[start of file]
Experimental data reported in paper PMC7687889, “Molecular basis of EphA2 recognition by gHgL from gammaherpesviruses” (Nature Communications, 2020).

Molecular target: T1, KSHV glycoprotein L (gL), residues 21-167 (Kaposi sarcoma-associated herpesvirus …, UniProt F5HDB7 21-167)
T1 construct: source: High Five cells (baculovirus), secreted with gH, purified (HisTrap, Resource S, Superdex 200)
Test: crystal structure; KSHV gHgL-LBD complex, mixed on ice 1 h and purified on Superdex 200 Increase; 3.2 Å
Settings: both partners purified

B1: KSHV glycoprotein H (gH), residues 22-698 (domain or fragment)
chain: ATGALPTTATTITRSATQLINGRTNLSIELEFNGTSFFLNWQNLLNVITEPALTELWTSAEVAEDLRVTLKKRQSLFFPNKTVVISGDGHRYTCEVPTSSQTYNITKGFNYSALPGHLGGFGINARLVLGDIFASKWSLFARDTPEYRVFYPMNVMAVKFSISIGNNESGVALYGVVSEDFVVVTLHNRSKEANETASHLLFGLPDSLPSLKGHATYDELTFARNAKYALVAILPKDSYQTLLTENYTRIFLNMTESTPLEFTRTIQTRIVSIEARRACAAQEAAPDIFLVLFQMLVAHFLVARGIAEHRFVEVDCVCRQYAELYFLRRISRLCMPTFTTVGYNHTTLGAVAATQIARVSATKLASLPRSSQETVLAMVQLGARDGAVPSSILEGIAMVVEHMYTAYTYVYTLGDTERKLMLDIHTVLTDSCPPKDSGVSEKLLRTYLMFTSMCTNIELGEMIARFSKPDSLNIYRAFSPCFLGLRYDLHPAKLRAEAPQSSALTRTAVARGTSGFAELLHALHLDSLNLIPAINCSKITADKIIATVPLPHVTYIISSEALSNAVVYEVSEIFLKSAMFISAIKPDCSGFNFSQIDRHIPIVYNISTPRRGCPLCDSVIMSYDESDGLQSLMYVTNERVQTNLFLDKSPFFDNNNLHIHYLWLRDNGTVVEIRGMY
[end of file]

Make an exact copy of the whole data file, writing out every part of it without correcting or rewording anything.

Experimental data reported in paper PMC7687889, “Molecular basis of EphA2 recognition by gHgL from gammaherpesviruses” (Nature Communications, 2020).

Molecular target: T1, KSHV glycoprotein L (gL), residues 21-167 (Kaposi sarcoma-associated herpesvirus …, UniProt F5HDB7 21-167)
T1 construct: source: High Five cells (baculovirus), secreted with gH, purified (HisTrap, Resource S, Superdex 200)
Test: crystal structure; KSHV gHgL-LBD complex, mixed on ice 1 h and purified on Superdex 200 Increase; 3.2 Å
Settings: both partners purified

B1: KSHV glycoprotein H (gH), residues 22-698 (domain or fragment)
chain: ATGALPTTATTITRSATQLINGRTNLSIELEFNGTSFFLNWQNLLNVITEPALTELWTSAEVAEDLRVTLKKRQSLFFPNKTVVISGDGHRYTCEVPTSSQTYNITKGFNYSALPGHLGGFGINARLVLGDIFASKWSLFARDTPEYRVFYPMNVMAVKFSISIGNNESGVALYGVVSEDFVVVTLHNRSKEANETASHLLFGLPDSLPSLKGHATYDELTFARNAKYALVAILPKDSYQTLLTENYTRIFLNMTESTPLEFTRTIQTRIVSIEARRACAAQEAAPDIFLVLFQMLVAHFLVARGIAEHRFVEVDCVCRQYAELYFLRRISRLCMPTFTTVGYNHTTLGAVAATQIARVSATKLASLPRSSQETVLAMVQLGARDGAVPSSILEGIAMVVEHMYTAYTYVYTLGDTERKLMLDIHTVLTDSCPPKDSGVSEKLLRTYLMFTSMCTNIELGEMIARFSKPDSLNIYRAFSPCFLGLRYDLHPAKLRAEAPQSSALTRTAVARGTSGFAELLHALHLDSLNLIPAINCSKITADKIIATVPLPHVTYIISSEALSNAVVYEVSEIFLKSAMFISAIKPDCSGFNFSQIDRHIPIVYNISTPRRGCPLCDSVIMSYDESDGLQSLMYVTNERVQTNLFLDKSPFFDNNNLHIHYLWLRDNGTVVEIRGMY